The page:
Thursday, September 01, 2016
Fracking Dangers in Chesterfield and Dronfield - Reject the Government's Bribes
Click here for details of the bribe.
Fracking can damage buildings, including homes and could even bring down Chesterfield's Crooked Spire (seen above) underneath which INEOS have the authority to search for shale gas and oil. Then in Dronfield in North Derbyshire, pillars holding up a section of the Unstone-Dronfield By-Pass (seen here at the time when I observed it under construction in the 1970's) and placed on the northern side of Gosforth Drive are almost built above the former entrances of shafts for the 19th century Gosforth Pit. So Fracking at this point (again a possibility by INEOS) could even help topple the viaduct itself.
That these dangers exist is shown by the fact that INEOS have not been given permission to operate beneath Bolsover Castle, nor around a section of the M1 which includes the Heath Junction. Unfortunately, no similar caution has been taken concerning the Crooked Spire nor for my local By-Pass. The Government having ignored these points when I raised them during their consultative procedure.
Such problems are also massive across the whole of North Derbyshire (and in many other regions), which is pock-marked with a variety of different forms of historical coal extraction, from old fashioned "bell pits" to fully fledged deep-mines. The records for what has so far been discovered are open to the Government to investigate from the details held by the Coal Authority at Mansfield. But if they have even investigated these, they have learnt nothing. For the rest of us an investigation of the 993 pages of "The Derbyshire Miners" by J.E. Williams (George Allen and Unwin, 1962), will reveal the extent of some of the former coal operations in the area - and he doesn't by any means touch everything.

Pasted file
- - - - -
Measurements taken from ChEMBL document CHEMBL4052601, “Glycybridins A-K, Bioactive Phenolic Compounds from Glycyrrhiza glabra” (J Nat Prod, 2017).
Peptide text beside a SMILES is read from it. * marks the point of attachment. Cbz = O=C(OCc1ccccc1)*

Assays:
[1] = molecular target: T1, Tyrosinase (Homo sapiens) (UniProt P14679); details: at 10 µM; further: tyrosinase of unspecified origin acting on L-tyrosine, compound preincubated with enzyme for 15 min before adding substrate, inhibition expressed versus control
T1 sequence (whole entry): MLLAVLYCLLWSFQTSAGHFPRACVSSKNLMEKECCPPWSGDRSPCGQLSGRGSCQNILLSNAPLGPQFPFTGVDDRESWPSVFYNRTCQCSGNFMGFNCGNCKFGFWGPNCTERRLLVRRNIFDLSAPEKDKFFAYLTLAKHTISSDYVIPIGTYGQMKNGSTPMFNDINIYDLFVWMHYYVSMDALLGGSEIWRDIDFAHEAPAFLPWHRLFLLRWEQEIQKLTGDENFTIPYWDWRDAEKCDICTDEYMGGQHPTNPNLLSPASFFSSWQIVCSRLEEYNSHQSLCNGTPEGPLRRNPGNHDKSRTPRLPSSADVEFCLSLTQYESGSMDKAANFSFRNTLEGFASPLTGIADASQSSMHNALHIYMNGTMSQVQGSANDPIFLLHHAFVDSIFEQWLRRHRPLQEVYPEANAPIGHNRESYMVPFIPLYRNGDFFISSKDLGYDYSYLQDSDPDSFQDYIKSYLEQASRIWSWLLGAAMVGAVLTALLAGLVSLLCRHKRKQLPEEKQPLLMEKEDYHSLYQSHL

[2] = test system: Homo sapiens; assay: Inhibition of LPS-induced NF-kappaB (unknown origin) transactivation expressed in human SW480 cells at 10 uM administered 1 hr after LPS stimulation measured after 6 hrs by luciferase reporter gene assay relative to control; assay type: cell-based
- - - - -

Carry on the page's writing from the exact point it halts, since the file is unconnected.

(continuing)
Then even if damage is miraculously avoided during both the initial search for shale gas/oil and then at its final extraction, there will be a regular long-term stream of tankers (day and night) which are larger than bin lorries which will service the sites used by INEOS and others. It is to be hoped that people don't already suffer from traffic congestion, for the sites used for investigations and extractions don't need to be tucked away in distant rural areas, but could operate from part of say an industrial estate nearby or even a few kilometres away from people's homes. For extraction purposes, operations could go under homes, conservation areas, public buildings, shops, farms and local roads.
INEOS hold contracts to search for shale gas/oil across most of North Derbyshire granted by the Government, with the exception of the small bits I mentioned above and also the Peak District and the Chatsworth estate. The searching rights for the latter having gone to the Duke of Devonshire - who can at least (unlike the rest of us) thereby protect his own property at Chatsworth House. (Correction dated 6th April 2017 - I now understand that the Duke of Devonshire has historically owned the underground rights over his large section of land, well prior to the legislation which issued the above contracts to INEOS and others. Unfortunately, the rest of us in Derbyshire enjoy no such rights over the land and property we occupy. If the law was changed to place the Duke in the same position as the rest of us, we might then recruit him to the cause of anti-fracking. It would be better still if the law could be changed to put us all in the same position as the Duke - especially for those who rent their accommodation. HB)